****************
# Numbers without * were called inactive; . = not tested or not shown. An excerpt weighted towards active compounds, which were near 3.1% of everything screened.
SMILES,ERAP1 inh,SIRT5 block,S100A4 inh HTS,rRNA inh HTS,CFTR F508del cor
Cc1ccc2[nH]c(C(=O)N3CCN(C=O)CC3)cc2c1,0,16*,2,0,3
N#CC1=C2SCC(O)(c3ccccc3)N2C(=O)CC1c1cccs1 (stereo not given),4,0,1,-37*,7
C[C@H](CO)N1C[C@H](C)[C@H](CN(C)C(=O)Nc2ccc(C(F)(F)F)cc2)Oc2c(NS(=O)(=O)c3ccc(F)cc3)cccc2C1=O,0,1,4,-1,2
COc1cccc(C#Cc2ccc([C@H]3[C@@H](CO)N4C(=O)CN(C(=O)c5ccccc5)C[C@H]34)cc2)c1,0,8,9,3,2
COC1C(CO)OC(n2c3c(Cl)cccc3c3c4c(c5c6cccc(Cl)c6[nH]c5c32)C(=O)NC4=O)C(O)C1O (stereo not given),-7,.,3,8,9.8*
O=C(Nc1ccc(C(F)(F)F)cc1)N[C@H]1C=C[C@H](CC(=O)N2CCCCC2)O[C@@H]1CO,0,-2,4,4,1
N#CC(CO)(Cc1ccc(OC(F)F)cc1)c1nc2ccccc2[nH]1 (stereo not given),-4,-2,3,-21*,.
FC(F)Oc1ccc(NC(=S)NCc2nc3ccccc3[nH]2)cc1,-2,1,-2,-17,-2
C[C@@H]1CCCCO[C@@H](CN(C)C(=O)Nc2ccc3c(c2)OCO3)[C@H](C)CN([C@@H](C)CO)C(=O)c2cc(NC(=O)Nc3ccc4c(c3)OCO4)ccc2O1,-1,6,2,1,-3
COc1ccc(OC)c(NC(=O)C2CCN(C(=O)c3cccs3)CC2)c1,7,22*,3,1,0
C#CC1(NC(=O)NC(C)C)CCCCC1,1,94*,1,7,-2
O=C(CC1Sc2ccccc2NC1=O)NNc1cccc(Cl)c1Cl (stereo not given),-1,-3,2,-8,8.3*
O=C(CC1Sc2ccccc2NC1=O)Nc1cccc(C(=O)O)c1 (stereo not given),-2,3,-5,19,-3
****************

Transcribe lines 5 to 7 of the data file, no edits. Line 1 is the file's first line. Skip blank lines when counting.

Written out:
C[C@H](CO)N1C[C@H](C)[C@H](CN(C)C(=O)Nc2ccc(C(F)(F)F)cc2)Oc2c(NS(=O)(=O)c3ccc(F)cc3)cccc2C1=O,0,1,4,-1,2
COc1cccc(C#Cc2ccc([C@H]3[C@@H](CO)N4C(=O)CN(C(=O)c5ccccc5)C[C@H]34)cc2)c1,0,8,9,3,2
COC1C(CO)OC(n2c3c(Cl)cccc3c3c4c(c5c6cccc(Cl)c6[nH]c5c32)C(=O)NC4=O)C(O)C1O (stereo not given),-7,.,3,8,9.8*